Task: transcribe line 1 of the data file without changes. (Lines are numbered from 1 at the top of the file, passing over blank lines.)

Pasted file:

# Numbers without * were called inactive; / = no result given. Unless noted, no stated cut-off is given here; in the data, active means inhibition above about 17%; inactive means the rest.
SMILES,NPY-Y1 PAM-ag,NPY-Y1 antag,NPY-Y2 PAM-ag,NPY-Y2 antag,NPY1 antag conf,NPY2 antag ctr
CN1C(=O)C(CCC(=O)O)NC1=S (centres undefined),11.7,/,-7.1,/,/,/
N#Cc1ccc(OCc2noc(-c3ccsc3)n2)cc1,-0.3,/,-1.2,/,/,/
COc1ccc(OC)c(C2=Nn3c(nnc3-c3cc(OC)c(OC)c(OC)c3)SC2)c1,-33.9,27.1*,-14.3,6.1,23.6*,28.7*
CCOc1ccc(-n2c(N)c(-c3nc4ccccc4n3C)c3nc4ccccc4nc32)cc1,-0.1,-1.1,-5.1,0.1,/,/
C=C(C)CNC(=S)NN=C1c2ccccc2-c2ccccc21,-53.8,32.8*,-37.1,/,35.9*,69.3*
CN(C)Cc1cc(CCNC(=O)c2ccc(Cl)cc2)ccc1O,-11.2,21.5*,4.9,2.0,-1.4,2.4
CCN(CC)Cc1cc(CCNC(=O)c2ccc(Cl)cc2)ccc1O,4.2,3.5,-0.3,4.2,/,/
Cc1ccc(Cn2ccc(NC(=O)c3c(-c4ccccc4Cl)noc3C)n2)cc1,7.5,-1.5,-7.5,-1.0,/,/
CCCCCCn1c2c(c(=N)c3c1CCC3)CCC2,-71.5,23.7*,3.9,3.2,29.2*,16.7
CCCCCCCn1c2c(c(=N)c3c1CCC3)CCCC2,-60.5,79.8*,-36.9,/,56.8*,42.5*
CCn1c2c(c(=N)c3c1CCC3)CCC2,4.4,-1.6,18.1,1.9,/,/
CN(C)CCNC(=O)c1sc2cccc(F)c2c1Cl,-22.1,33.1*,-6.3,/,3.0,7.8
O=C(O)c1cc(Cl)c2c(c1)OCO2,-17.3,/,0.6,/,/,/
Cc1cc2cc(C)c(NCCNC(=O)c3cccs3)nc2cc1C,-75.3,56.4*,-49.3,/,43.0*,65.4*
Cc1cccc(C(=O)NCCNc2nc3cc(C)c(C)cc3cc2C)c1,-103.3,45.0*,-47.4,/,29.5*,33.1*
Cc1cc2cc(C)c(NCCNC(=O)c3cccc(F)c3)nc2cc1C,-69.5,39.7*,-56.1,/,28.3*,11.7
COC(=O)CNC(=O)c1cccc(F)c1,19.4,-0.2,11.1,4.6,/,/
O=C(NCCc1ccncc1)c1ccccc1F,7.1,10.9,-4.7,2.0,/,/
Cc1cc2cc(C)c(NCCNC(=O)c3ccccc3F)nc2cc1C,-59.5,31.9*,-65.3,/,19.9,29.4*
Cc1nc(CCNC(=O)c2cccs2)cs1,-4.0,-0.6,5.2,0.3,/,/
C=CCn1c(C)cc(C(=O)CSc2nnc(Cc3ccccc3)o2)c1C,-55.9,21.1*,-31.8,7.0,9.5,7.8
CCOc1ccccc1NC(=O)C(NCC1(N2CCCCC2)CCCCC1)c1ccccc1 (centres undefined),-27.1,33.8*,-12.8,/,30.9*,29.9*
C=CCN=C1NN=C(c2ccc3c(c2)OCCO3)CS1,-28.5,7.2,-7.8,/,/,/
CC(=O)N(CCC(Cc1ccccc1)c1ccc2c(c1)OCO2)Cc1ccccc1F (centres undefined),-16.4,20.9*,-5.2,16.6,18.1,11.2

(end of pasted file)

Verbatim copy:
# Numbers without * were called inactive; / = no result given. Unless noted, no stated cut-off is given here; in the data, active means inhibition above about 17%; inactive means the rest.